Party Newshub[144]
13–20 Sep 2017 poll [final]
1 News[145]
15–19 Sep 2017 poll [final]
Roy Morgan[146]
28 Aug–10 Sep 2017 poll [final]
Radio NZ[147]
as of 21 Sep 2017 [final]
NZ Herald[148]
as of 22 Sep 2017 [final]
Stuff[149]
as of 22 Sep 2017 [final]
Official result
National 56 58 50 55 56 (±2) 54 56
Labour 45 46 49 46 47 (±3) 46 46
NZ First 9 6 7 8 9 (±2) 7 9
Green 9 9 11 9 7 (±2) 10 8
ACT 1 1* 1 1 1 1 1
Māori 2** 1 2 1 1 1 0
Seats in Parliament 122 121 120 120 120[nb 3] 120[nb 4] 120
Overall result (majority) National−NZ First (65) National−NZ First (64) Labour−Green−Māori (62) National–NZ First (63) National–NZ First (65) National–NZ First (61) National–NZ First (65)
Labour−Green−NZ First (63) Labour−Green−NZ First (61) Labour−Green−NZ First (63) Labour−Green–NZ First (62) Labour−Green–NZ First (63) Labour−Green–NZ First (63)
* indicates an overhang seat
  1. ^ a b c d e f g h i j k l m n o p q r s t u v w x These are the survey dates of the poll, or if the survey dates are not stated, the date the poll was released.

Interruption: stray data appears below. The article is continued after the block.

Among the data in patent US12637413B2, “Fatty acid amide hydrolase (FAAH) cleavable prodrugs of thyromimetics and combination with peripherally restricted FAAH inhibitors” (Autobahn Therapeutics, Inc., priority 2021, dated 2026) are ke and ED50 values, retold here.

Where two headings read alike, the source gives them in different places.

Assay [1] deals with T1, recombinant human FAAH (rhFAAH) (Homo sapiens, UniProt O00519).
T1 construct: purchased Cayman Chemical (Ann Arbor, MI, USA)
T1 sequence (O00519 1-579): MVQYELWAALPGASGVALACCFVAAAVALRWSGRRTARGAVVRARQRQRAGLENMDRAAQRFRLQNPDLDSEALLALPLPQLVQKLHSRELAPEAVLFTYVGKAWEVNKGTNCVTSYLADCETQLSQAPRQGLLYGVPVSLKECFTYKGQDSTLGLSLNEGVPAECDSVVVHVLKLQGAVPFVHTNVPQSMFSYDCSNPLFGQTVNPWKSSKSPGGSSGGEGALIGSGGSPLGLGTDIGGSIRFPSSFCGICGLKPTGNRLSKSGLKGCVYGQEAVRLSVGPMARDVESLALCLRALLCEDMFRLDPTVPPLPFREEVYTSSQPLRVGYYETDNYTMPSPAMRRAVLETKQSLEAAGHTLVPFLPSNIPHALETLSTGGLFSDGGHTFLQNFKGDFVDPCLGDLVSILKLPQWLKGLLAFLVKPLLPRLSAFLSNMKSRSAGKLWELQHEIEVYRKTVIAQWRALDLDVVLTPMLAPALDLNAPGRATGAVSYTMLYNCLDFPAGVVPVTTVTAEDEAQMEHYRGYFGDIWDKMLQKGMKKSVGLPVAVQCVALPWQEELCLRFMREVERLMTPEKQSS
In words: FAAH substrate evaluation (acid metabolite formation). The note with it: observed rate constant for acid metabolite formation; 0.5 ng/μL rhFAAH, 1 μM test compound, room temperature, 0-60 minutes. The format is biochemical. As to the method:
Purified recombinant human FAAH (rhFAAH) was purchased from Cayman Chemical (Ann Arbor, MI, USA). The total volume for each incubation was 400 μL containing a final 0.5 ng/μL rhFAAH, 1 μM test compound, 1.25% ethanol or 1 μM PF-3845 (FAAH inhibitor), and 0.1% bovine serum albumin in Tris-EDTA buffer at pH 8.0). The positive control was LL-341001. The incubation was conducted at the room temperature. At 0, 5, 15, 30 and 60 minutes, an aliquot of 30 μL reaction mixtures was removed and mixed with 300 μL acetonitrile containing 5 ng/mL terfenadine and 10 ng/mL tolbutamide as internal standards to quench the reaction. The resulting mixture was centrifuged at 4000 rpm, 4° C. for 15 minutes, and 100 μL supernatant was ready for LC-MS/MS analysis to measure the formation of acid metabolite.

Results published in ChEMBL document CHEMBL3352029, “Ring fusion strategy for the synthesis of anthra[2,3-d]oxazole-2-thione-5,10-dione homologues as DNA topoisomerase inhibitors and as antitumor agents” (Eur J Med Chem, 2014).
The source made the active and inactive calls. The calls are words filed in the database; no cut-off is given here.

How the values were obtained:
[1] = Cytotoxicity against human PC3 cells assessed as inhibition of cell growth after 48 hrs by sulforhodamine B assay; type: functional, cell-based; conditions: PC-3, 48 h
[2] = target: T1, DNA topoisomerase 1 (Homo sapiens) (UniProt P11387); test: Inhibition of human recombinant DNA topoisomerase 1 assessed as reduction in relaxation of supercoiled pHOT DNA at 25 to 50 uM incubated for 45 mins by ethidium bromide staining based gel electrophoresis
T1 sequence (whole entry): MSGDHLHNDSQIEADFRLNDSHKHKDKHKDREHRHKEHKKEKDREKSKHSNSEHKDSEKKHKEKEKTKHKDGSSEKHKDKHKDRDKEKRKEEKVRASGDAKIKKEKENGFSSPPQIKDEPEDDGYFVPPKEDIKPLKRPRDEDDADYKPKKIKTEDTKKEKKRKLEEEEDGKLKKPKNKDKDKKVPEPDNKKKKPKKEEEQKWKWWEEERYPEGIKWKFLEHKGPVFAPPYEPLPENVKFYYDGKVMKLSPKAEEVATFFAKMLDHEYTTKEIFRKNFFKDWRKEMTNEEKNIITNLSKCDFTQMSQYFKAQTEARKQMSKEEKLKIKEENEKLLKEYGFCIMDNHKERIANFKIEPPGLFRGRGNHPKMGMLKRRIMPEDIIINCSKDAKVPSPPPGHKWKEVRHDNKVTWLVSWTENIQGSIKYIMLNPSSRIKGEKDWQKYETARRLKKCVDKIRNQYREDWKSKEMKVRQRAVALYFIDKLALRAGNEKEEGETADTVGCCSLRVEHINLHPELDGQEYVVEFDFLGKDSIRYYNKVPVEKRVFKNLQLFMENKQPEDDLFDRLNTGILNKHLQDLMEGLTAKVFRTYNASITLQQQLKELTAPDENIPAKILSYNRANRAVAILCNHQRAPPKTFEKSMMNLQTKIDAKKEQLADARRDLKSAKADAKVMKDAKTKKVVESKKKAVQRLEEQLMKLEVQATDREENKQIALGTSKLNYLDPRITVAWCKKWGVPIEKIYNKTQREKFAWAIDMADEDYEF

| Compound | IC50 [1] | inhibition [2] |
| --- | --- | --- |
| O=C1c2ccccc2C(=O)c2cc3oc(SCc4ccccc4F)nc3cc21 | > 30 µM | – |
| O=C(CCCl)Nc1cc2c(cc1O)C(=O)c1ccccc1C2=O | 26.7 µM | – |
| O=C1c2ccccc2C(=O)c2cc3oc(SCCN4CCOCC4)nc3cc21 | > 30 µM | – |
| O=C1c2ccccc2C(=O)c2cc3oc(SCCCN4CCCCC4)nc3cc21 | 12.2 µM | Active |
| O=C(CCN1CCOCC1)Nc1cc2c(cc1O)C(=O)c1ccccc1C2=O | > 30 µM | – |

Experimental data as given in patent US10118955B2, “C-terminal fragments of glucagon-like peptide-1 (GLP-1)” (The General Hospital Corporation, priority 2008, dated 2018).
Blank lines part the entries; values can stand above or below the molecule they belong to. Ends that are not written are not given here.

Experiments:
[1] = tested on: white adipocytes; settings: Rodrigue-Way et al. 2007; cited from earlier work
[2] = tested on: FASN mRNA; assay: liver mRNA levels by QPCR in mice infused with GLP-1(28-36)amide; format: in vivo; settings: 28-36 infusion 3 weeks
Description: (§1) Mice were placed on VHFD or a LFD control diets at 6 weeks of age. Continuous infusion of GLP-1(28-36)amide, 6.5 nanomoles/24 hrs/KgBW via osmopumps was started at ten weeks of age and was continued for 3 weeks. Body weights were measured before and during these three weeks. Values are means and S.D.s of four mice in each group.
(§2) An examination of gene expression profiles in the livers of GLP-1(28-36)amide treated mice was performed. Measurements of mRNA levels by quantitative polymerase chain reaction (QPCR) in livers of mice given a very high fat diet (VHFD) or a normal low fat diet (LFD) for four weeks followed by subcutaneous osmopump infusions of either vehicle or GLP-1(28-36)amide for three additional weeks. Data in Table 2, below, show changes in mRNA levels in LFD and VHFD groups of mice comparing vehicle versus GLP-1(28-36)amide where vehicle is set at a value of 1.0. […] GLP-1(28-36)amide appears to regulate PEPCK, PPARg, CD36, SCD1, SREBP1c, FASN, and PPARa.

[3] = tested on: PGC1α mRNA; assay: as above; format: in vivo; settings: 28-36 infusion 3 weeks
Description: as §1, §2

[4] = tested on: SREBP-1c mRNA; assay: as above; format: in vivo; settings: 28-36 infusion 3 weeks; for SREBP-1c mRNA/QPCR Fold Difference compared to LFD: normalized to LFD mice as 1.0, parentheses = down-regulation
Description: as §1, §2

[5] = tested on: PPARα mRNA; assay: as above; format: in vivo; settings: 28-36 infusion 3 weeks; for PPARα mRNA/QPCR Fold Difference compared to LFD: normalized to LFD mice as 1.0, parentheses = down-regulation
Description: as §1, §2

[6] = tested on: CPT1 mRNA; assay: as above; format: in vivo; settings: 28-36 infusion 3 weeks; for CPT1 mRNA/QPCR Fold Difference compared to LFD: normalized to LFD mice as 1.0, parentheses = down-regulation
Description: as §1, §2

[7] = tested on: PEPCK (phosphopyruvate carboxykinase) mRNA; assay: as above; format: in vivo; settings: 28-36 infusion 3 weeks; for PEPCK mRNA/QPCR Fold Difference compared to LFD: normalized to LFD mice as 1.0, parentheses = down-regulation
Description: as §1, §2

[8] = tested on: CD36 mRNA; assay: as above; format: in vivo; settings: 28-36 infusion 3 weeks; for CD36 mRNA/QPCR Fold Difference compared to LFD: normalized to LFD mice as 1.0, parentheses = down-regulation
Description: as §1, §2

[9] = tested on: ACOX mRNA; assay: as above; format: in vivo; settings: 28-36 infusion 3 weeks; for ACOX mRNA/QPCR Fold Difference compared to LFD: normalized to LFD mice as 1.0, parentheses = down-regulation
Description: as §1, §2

2. ^ a b c For the Internet MANA party vote alliance.
  3. ^ The Herald's forecasted numbers are the medians of all likely outcomes for that party. The sum of the parties' forecasted seats does not necessarily equal the total likely seats in Parliament. In this table, "Seats in Parliament" is calculated by adding the number of forecast overhang seats to 120, even if the individual parties' seat projections do not add up to this number.
  4. ^ Stuff's projected numbers add up to 119, but this outcome is impossible. Calculation (based on exact percentage) shows that 120th and last seat would be allocated to Labour. Taking into account that the polling average have three significant figures it is not possible to decide which party get the last seat.

New Zealand does not have a strong tradition of third-party forecast models. Some private individuals have created their own projection models.[150][151]

See also[edit]

Notes[edit]

References[edit]